The latest revision to the Common Rule released in January exempted studies using "benign behavioral interventions" – such as those typically used by social scientists – from the level of oversight required for medical research with human participants. This news was welcomed by some who have long chafed against what they see as excessive scrutiny of their studies. In an article about the changes, the New York Times reports about an op ed published in the Chronicle of Higher Education; in it, co-authors Richard A. Shweder, an anthropologist, and Richard E. Nisbett, a psychologist, celebrate the easing of oversight, noting "Socrates himself would probably roll over in his grave if he knew about the hoops his academic heirs in the humanities, law, and the social sciences have been jumping through." However, famous studies like the Milgram and Stanford prison experiments demonstrate the extremes to which social science research can go. Tracy Arwood, assistant vice president for research compliance at Clemson University, notes: "Researchers tend to underestimate the risk of activities that they are very comfortable with," particularly when conducting experiments and publishing the results is critical to the advancement of their careers. Read the entire New York Times article here.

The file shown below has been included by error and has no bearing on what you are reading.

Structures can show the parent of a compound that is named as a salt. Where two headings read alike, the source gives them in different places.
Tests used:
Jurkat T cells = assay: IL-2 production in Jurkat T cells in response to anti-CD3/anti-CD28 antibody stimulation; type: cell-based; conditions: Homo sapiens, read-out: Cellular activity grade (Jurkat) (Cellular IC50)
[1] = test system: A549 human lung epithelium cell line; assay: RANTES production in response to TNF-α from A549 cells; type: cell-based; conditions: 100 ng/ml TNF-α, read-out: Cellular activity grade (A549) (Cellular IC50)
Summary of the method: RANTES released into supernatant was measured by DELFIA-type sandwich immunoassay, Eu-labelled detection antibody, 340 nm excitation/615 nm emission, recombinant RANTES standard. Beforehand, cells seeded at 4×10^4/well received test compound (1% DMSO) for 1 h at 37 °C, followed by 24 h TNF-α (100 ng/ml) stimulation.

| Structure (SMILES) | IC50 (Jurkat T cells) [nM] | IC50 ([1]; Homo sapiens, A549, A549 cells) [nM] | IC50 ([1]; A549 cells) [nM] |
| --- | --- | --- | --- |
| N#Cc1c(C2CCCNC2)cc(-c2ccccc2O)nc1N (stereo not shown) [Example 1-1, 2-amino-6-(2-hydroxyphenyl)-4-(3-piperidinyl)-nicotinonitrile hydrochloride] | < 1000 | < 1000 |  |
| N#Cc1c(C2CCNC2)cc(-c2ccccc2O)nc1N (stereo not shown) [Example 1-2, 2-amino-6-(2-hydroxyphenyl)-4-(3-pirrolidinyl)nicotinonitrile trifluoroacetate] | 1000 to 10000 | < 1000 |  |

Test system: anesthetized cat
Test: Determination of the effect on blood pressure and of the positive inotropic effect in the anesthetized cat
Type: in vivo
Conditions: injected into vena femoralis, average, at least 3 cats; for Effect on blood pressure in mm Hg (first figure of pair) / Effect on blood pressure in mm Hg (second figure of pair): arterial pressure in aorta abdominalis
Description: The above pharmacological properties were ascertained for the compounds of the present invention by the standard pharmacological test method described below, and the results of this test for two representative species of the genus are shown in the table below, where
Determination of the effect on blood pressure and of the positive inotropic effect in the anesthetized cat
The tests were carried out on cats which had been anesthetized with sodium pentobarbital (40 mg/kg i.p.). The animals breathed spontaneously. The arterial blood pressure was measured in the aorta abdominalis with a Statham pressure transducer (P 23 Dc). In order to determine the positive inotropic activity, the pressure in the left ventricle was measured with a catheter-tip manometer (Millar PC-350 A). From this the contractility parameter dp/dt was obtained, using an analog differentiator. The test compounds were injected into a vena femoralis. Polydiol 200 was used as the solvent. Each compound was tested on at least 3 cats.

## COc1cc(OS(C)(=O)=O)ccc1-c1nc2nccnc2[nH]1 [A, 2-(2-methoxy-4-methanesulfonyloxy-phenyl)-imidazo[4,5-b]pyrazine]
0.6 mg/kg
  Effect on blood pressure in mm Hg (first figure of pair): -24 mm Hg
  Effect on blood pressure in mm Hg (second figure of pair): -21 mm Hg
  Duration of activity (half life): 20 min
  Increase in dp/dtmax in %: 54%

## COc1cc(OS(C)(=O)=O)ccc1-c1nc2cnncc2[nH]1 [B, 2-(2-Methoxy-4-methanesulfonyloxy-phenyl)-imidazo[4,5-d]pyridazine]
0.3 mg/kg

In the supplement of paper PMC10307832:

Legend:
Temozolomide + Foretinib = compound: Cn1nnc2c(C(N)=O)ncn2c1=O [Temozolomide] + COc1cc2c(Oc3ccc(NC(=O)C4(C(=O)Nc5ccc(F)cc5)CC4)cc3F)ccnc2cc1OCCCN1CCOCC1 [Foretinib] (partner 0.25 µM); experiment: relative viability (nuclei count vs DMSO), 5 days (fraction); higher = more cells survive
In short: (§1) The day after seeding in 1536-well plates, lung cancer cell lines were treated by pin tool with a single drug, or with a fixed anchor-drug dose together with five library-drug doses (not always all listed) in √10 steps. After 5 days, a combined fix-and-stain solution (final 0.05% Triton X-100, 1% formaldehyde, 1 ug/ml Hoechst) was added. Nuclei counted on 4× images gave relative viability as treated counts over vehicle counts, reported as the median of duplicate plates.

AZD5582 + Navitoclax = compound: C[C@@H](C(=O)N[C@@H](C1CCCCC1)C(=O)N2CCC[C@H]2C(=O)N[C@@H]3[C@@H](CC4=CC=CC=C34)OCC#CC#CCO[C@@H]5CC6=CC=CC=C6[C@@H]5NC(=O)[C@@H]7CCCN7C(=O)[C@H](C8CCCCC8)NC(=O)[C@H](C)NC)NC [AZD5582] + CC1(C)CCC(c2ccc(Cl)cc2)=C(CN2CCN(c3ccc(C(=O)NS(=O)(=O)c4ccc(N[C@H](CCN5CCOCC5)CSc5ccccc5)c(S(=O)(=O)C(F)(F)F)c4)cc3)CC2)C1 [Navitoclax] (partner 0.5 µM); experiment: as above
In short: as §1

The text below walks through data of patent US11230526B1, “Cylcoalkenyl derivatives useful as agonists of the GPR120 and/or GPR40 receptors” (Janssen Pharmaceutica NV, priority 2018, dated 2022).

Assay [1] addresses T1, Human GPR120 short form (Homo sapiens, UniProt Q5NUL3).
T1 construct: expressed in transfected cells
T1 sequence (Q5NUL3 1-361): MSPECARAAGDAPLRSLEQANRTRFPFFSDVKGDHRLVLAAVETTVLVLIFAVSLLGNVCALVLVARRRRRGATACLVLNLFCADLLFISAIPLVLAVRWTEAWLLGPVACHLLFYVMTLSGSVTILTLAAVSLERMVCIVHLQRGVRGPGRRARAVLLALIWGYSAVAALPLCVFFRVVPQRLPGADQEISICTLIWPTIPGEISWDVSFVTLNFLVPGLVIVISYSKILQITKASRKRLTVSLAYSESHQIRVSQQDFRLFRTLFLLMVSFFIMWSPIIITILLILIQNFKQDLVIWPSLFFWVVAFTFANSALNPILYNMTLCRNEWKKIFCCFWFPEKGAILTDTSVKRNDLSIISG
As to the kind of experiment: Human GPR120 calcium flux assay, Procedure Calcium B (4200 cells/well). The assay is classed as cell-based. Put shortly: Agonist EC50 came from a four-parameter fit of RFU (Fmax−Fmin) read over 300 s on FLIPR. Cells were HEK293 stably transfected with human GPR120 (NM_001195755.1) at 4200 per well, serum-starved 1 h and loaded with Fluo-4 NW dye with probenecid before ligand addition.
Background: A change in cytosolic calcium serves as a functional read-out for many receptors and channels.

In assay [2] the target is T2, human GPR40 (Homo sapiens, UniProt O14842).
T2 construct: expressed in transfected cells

Monday, May 22, 2017